It's often a good idea to attach extra documentation as backup for certain amounts and items on your tax return even if such documentation is not specifically required. It could head off an audit before it starts.

The computer first selects returns with high-audit potential. However, before an audit letter is sent to you, an IRS auditor will look at the return and make a decision as to whether or not an audit is worthwhile. If you have attached enough supporting documentation for certain questionable or large amounts, the auditor may be convinced that further action is not worthwhile.

For example, if your business makes a $10,000 contribution by check to a church, attach a copy of the front and back of the check and, if possible, a receipt, letter of thanks or pledge letter from the church. Another example is if your place of business undergoes a major renovation that costs $75,000. Attach copies of the front and back of the check(s), and a copy of all bills.

Credit cards are an excellent means for keeping records and collecting sufficient information to withstand audit scrutiny. If you incur business expenses, consider using four credit cards. These four cards can be American Express, Visa, Master Card, Discover or even a major automobile service station card.

One credit card should be utilized only for 100-percent-deductible business expenses, such as business supplies, business advertising and business education. The second card should be used for business meals and entertainment that are only 50-percent deductible under the tax laws. The third credit card should be used for the business automobile. Since automobile mileage and expenses are prorated by business and personal use, it's important that these expenditures be separated. The fourth credit card should be utilized for purely personal expenses.

Credit cards are perfect because much of the required information, including the date, the amounts and the payee, is already on the card receipt. For items like meals and entertainment, jot down on the back of the credit card receipt the purpose of the event and the people involved.

Preparing your return

Many tax preparers are inept, causing many taxpayers to vastly overpay their tax liability. Accountants, bookkeepers, enrolled agents and attorneys without a tax specialty may not have the time, experience, education, insight or technical skill necessary to effectively prevent avoidable tax overpayments.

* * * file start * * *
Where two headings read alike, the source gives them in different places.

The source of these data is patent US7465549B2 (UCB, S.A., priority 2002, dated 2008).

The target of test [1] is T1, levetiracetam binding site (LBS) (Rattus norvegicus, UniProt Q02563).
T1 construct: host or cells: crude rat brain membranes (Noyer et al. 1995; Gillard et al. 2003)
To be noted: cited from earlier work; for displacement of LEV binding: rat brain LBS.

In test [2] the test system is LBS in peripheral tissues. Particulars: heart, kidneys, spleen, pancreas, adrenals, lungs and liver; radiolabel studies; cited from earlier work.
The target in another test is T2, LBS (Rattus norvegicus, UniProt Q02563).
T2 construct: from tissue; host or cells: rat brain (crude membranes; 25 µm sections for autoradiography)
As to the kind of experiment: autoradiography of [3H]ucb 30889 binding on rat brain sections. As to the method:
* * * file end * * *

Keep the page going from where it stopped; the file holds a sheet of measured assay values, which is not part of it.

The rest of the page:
A tax attorney can do something an accountant cannot do. An experienced tax attorney can thoroughly research a tax statute and master it. The tax attorney will know its legislative history and be familiar with the Treasury regulations and IRS rulings on that statute. It is unlikely that your typical accountant can take the time out of a busy accounting practice, working with numbers and preparing financial statements, to master the vast array of difficult tax law that bears on a tax statute.

Tax lawyers are trained to seek and find the ambiguity in the law. Tax law ambiguity can be used as a "sword" to attack an IRS position and also as a "shield" to protect you the taxpayer. Unless your accountant is "super good," get a tax lawyer to prepare your return. It may cost more but it's money well spent.

If you've done your homework, kept good records and your return is truthful, you don't have anything to worry about. The best defense against an audit is to keep good records and to review those records for completeness and organization.

Some IRS auditors would have you believe you must have a receipt or canceled check in order to claim a deduction. However, there are other ways to prove deductions if records are lost. Oral testimony is often enough to claim a deduction as long as it is believable and supported by the facts. Affidavits and reconstructed records are also valuable tools used to claim deductions where written records are unavailable. Cash contributions are a good example of deductions that go unclaimed because of the lack of written records. If you want to prevent the IRS from claiming you have insufficient records to claim a deduction, know your rights.

Everything claimed on your tax return must be verifiable. If the IRS audits your return and questions a deduction you have taken, the burden of proof is on you! If you cannot prove the claimed deduction by acceptable documentation, the IRS can disallow the deduction. Typically, the IRS will ask you to document deductions that appear questionable.

The message: Do not claim tax deductions you cannot readily document, but do not neglect to claim tax deductions you are entitled to.